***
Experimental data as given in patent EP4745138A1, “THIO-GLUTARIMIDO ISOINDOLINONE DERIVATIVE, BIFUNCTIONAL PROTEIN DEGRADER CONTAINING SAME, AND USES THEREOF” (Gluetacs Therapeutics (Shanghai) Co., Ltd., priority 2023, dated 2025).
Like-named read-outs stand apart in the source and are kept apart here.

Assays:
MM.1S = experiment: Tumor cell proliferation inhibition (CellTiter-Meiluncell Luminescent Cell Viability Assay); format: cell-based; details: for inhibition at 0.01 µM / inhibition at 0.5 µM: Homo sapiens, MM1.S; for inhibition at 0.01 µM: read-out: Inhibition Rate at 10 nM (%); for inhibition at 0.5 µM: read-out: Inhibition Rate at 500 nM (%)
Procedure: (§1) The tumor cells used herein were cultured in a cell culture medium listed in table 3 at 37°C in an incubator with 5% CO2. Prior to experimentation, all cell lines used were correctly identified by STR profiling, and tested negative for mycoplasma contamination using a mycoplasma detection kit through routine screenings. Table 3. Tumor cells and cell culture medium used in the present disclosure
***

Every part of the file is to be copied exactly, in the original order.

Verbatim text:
Experimental data as given in patent EP4745138A1, “THIO-GLUTARIMIDO ISOINDOLINONE DERIVATIVE, BIFUNCTIONAL PROTEIN DEGRADER CONTAINING SAME, AND USES THEREOF” (Gluetacs Therapeutics (Shanghai) Co., Ltd., priority 2023, dated 2025).
Like-named read-outs stand apart in the source and are kept apart here.

Assays:
MM.1S = experiment: Tumor cell proliferation inhibition (CellTiter-Meiluncell Luminescent Cell Viability Assay); format: cell-based; details: for inhibition at 0.01 µM / inhibition at 0.5 µM: Homo sapiens, MM1.S; for inhibition at 0.01 µM: read-out: Inhibition Rate at 10 nM (%); for inhibition at 0.5 µM: read-out: Inhibition Rate at 500 nM (%)
Procedure: (§1) The tumor cells used herein were cultured in a cell culture medium listed in table 3 at 37°C in an incubator with 5% CO2. Prior to experimentation, all cell lines used were correctly identified by STR profiling, and tested negative for mycoplasma contamination using a mycoplasma detection kit through routine screenings. Table 3. Tumor cells and cell culture medium used in the present disclosure